Cyprus repatriates 90 Lebanese

People walk along the beach in the eastern Mediterranean island of Cyprus. (AP)
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Updated 09 September 2020

Cyprus repatriates 90 Lebanese

  • Emigration from Lebanon is growing rapidly amid the dire economic situation

BEIRUT: Cypriot authorities on Tuesday repatriated 90 Lebanese, including women and children, to Tripoli after they tried to enter the country illegally.
“Those repatriated were tested for COVID-19 and quarantined in preparation for their return home,” said North Governorate District Commissioner Iman Al-Rafi.
Emigration from Lebanon is growing rapidly amid the dire economic situation and spiraling unemployment.
According to Lebanon’s National News Agency, Cypriot authorities will send a delegation to Beirut this week to discuss ways to “prevent boats loaded with illegal migrants from Lebanon sailing towards Cyprus.”
Cypriot authorities said an “unprecedented number of boats” had been intercepted. “At least five boats carrying more than 150 migrants were stopped by authorities,” Cypriot Interior Minister Nicos Nouris said, adding that his country “is on alert.”


Lebanon sets out its claim in maritime border talks

Updated 29 October 2020

Lebanon sets out its claim in maritime border talks

  • A military source told Arab News: “The Lebanese side considers that Israel, through the border line it drew for itself, is eating into huge areas of Lebanese economic waters.”

BEIRUT: Lebanese negotiators laid out their claim to maritime territory on Wednesday as they began a second round of talks with Israel over their disputed sea border.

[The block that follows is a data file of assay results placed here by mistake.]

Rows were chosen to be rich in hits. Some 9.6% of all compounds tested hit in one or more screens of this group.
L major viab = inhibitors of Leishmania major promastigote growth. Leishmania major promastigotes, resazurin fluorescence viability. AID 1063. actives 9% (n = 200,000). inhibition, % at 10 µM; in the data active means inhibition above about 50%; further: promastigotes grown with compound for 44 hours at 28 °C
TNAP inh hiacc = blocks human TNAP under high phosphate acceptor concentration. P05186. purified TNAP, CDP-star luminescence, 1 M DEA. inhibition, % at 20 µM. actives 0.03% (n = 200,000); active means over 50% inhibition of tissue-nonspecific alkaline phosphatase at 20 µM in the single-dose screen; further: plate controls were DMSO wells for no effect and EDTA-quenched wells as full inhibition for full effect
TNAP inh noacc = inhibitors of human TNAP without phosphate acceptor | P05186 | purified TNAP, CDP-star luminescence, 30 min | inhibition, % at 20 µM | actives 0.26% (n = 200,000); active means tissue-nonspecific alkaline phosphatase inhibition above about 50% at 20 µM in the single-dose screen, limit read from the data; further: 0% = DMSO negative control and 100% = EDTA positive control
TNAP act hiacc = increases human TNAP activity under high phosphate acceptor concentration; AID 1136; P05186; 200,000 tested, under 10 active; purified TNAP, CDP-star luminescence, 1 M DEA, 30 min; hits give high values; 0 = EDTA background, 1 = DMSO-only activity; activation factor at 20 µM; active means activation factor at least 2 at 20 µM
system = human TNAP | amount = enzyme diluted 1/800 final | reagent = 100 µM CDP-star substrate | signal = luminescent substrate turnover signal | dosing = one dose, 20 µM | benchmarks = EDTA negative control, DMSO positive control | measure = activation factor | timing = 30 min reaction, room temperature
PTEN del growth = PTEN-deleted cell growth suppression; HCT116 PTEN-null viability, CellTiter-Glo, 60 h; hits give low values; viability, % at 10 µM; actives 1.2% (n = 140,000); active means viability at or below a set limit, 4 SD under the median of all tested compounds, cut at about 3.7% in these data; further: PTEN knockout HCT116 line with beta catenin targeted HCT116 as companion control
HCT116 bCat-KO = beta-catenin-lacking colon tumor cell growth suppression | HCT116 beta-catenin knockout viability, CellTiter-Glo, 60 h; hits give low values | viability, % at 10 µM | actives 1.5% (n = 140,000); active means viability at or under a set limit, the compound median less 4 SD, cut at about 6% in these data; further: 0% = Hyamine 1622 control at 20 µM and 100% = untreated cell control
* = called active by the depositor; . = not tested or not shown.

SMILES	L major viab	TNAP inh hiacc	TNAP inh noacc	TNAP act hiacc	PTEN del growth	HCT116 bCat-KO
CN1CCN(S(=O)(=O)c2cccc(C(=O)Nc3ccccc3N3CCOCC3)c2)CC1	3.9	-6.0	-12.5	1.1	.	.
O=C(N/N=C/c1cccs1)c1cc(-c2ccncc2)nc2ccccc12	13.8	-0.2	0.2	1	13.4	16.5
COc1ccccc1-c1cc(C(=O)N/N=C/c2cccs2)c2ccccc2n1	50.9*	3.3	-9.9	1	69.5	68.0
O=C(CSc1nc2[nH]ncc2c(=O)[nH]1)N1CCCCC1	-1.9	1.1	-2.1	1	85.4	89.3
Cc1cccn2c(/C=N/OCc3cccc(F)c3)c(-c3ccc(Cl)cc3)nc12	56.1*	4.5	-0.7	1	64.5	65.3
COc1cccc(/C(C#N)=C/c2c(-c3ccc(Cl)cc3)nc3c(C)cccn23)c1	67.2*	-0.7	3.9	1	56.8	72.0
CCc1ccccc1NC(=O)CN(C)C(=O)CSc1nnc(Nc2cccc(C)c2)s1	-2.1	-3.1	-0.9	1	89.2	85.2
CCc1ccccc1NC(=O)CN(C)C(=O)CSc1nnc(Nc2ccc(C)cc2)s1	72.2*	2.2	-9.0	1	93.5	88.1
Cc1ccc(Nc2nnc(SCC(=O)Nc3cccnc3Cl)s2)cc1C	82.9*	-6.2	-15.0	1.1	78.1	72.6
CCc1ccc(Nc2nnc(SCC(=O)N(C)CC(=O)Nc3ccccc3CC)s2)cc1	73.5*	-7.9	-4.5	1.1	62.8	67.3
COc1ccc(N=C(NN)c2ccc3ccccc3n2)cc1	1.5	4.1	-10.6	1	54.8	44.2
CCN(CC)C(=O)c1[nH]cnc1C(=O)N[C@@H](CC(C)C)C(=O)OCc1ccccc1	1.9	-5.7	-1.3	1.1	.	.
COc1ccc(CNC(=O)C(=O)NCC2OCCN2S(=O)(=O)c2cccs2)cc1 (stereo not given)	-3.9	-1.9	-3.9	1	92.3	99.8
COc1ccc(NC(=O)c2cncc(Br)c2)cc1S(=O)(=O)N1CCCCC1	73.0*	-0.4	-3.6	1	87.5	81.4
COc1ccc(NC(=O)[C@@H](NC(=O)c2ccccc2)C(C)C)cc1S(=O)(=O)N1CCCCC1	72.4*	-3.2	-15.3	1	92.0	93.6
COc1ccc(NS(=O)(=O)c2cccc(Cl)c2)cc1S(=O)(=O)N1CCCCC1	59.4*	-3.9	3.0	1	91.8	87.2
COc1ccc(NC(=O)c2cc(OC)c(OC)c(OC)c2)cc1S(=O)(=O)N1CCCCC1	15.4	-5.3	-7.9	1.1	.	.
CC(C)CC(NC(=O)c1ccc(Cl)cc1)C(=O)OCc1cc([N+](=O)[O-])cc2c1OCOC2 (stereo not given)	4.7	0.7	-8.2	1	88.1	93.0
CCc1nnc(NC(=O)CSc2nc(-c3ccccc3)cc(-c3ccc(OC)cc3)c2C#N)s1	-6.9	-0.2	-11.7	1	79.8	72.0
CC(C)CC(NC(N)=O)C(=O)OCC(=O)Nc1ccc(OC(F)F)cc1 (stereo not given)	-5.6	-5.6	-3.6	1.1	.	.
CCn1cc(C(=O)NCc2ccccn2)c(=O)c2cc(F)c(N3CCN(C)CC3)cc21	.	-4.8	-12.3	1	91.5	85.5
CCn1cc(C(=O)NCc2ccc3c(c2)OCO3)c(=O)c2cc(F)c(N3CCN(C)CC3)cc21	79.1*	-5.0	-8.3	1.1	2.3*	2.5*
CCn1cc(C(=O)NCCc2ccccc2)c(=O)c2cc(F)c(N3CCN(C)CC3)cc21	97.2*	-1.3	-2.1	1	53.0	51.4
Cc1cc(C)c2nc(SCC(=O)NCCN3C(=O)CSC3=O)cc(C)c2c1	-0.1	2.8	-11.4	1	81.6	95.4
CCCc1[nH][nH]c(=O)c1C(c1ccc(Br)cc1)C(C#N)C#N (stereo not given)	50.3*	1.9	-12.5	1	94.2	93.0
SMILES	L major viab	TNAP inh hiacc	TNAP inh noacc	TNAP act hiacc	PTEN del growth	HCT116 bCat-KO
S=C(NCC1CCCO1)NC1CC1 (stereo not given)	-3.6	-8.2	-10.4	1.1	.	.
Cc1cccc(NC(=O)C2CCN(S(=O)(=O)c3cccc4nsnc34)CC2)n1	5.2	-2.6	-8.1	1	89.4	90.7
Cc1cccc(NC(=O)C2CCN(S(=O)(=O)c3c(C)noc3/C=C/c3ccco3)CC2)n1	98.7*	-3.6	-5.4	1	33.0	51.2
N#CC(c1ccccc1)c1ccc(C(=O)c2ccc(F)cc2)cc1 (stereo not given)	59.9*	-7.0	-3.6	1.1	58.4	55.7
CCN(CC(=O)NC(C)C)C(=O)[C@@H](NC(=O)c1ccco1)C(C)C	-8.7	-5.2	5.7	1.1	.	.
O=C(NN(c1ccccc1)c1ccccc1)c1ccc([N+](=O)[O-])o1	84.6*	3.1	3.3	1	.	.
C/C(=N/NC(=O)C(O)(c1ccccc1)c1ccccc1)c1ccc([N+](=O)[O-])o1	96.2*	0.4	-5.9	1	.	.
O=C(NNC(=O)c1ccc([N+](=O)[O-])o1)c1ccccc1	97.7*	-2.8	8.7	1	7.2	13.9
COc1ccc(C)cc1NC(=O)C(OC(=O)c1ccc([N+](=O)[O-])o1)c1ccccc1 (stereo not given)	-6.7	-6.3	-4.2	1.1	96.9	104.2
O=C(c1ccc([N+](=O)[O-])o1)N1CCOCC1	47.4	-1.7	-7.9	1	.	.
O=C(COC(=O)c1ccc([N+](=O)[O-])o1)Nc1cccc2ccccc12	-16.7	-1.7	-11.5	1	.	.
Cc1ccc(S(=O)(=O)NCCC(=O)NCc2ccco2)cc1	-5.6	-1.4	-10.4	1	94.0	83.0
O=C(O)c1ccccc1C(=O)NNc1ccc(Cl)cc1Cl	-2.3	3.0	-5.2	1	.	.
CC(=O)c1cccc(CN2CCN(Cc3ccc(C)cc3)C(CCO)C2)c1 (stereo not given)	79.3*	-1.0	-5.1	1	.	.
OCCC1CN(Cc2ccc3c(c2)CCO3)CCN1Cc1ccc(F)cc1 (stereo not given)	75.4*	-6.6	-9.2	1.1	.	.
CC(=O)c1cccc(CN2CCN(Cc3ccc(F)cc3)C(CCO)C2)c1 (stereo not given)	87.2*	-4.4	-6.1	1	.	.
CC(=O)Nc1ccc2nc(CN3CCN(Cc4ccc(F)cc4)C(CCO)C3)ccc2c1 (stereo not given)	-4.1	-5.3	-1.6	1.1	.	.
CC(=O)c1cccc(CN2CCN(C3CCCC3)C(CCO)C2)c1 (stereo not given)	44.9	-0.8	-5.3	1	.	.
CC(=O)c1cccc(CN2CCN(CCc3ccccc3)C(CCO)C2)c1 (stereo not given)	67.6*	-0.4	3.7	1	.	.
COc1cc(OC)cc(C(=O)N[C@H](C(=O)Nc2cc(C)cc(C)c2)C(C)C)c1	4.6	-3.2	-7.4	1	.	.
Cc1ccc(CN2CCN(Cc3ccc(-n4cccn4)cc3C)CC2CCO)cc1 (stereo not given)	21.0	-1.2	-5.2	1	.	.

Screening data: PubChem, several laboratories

The contested zone in the Mediterranean is an estimated 860 square kilometers known as Block 9, which is rich in oil and gas. Future negotiations will also tackle the countries’ land border.
Wednesday’s meeting took place at the headquarters of the UN Interim Force in Lebanon (UNIFIL) amid tight security. An assistant of the UN special coordinator for Lebanon chaired the session, and the US Ambassador to Algeria, John Desrocher, was the mediator.
A military source told Arab News: “The Lebanese side considers that Israel, through the border line it drew for itself, is eating into huge areas of Lebanese economic waters.”
The Lebanese delegation produced maps and documents to support their claim to the disputed waters.
In indirect talks between Lebanon and Israel in 2012, US diplomat Frederick Hoff proposed “a middle line for the maritime borders, whereby Lebanon would get 58 percent of the disputed area and Israel would be given the remaining 42 percent, which translates to 500 square kilometers for Lebanon and 300 square kilometers for Israel.”
On the eve of Wednesday’s meeting, Lebanese and Israeli officials met to discuss a framework to resolve the conflict through the implementation of UN Resolution 1701.
UNIFIL Commander Maj. Gen. Stefano Del Col praised the “constructive role that both parties played in calming tensions along the Blue Line” and stressed the necessity of “taking proactive measures and making a change in the prevailing dynamics regarding tension and escalation.”